The 360 film industry is still young and it’s maturing rapidly. With his name on more than 20 360 film projects to date, Armando Kirwin has had an inside view as to where things started, where they’re going, and why.
Guest Article by Armando Kirwin
Armando Kirwin has worked as a Director of VR, VR Producer, Executive Producer, and Head of Post Production for several leading VR companies, including Here Be Dragons (formerly known as Vrse.works) and Facebook. He was also the cofounder of Milk(vr). He has helped create 22+ VR projects to date. These projects have earned four Emmy nominations, the Grand Prix at Cannes, and numerous debuts at Tribeca, SXSW, and Sundance.
So far in this series I’ve discussed how the rapid advancement of cinematic VR technology has lead to an ever-expanding commoditized workforce and how this has created hypercompetition because the number of available customers has not grown fast enough to keep up with the number of available content creators.
Big Brands Have Had Their Fun
Over the past three years, the primary customer of 360 film has been big brands. I’ve helped create many different 360 film projects at several different companies so my understanding of the amount of money a brand is willing to spend is very much based on real-world experience. A single piece of content (5 to 10 minutes in length) used to cost $350,000 to $500,000, with the occasional big budget project hitting $1 million to 3 million.
As near-term headset growth has underwhelmed and the hype has begun to wear off, a lot of the initial brands that were interested in experimenting with VR have had their go — in fact, if you look closely you will see very few repeat customers. Meanwhile other brands have not stepped in as quickly. With no meaningful increase in viewership to justify additional marketing expenditures, this source of customers isn’t growing fast enough.
Alongside the brands, tech companies have ponied up to fund the creation of content. Instead of simply investing in a slate of key pieces to kickstart the industry, what we have today is a welfare state in which a handful of deep-pocketed tech giants are keeping the 360 film industry afloat. Despite the hype, they are not exactly excited to be in this position.
A few major Hollywood players have earmarked a percentage of their ample marketing spend to keep things interesting, but that money is very difficult for many would-be creators to gain access to.
Making Money When Consumers Expect Free Content
Services like YouTube have long since taught me that short-form video should be free. It’s therefore not surprising that all early (paid) VR app store success stories to date have been VR game experiences, while even some of the best 360 film content is offered for free.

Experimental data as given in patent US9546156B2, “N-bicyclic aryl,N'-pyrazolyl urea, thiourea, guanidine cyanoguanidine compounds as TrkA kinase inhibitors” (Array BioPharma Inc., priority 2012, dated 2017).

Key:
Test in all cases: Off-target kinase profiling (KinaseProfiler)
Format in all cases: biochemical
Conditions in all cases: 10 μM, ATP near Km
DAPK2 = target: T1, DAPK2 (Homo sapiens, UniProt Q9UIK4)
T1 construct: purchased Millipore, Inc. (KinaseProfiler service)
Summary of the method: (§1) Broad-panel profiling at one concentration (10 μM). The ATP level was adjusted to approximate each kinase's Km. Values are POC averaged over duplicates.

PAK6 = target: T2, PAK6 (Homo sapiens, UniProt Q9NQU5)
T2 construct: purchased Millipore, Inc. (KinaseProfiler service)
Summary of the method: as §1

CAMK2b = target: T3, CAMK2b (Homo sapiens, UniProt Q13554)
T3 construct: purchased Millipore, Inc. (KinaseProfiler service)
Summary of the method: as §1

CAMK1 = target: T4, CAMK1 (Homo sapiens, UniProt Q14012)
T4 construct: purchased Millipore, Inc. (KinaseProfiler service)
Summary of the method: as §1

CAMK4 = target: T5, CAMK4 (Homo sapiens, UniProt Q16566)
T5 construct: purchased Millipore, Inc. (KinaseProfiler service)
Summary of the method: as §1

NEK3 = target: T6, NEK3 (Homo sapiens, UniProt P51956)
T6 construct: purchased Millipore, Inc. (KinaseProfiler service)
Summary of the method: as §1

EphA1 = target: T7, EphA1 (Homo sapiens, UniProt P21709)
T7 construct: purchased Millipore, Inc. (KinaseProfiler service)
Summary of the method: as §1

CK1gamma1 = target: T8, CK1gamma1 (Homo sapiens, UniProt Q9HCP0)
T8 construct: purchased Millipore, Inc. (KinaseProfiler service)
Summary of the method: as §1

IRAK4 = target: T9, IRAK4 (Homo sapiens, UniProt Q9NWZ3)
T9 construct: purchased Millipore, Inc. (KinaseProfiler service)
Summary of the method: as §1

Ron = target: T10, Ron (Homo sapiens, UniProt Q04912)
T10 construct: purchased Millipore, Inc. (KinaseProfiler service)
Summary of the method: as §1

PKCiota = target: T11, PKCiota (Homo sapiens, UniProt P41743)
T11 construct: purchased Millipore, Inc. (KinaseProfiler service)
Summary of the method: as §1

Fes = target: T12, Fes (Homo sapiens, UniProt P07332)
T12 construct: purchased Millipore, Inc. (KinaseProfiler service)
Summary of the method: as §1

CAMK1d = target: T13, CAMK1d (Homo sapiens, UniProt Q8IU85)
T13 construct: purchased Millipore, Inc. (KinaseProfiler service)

What about VR games? VR games have numerous advantages over 360 film, but perhaps the most important — and one that is often overlooked — is that consumers are much more comfortable buying games via app stores than they are buying individual pieces of short-form video content. Personally, I’m totally willing to spend $3 on a popular iPhone game, but services like YouTube have long since taught me that short-form video should be free. It’s therefore not surprising that all early (paid) VR app store success stories to date have been VR game experiences, while even some of the best 360 film content is offered for free.
Let that sink in. This means that on mobile, games are not currently the activity people are spending most of their time in. If you accept that VR is a computing paradigm, then it makes sense that gaming would only be a small portion of it, but we definitely did not know that was the case three years ago.But herein lies the problem, Samsung and Google have stated that mobile headset owners are spending nearly 50% of their time in headset watching video content and it may be growing. I’ve been told behind closed doors that gaming on mobile headsets is probably closer to 35% of usage today.
What are the immediate ramifications of this fact? What’s happening is that the mobile VR industry is only positioned to properly monetize the gaming portion of the market, despite it being the smaller part.
Divide and Be Conquered
What’s imperative, especially now that we have a massive workforce ready to deploy, is that we figure out how to properly monetize 360 film content. Inexplicably, the industry’s current approach to this appears to be “walled garden” video apps that compete with each other to fill their tiny buckets from an already limited supply of content.
I believe this approach was a mistake for the industry. Any startup that attempted to lock away videos within an app hasn’t been capable of converting their users into anything worthwhile, nor will they be able to do so for a long time. This is primarily because the total number of potential viewers was already so small that the number of viewers within a specific app turned out to be miniscule.